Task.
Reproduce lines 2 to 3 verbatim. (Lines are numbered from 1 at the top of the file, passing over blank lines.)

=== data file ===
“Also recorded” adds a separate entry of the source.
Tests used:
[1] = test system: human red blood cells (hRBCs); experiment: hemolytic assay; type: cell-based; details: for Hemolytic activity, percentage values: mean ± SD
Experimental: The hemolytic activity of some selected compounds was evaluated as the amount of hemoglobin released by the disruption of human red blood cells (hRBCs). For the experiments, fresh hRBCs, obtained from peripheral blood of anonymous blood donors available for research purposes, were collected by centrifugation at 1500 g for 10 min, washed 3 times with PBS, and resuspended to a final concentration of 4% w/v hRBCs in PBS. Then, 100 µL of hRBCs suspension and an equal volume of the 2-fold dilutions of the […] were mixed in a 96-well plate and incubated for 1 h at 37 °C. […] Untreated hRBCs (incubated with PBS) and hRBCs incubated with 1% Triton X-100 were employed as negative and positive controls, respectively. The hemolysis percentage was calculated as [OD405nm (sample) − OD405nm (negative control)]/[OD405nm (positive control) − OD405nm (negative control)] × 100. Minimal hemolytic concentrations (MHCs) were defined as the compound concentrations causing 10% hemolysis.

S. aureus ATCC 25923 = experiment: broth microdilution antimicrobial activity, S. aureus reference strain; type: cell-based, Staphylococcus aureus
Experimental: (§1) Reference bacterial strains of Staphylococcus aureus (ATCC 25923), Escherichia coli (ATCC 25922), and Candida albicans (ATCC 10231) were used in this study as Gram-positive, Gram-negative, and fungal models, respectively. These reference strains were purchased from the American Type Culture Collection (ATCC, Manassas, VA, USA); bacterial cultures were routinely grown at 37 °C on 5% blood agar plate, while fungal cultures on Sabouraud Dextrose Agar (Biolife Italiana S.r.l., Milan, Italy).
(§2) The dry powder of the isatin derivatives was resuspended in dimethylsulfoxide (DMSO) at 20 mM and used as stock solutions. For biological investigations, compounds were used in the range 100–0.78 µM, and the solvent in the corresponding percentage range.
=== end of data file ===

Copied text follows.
Tests used:
[1] = test system: human red blood cells (hRBCs); experiment: hemolytic assay; type: cell-based; details: for Hemolytic activity, percentage values: mean ± SD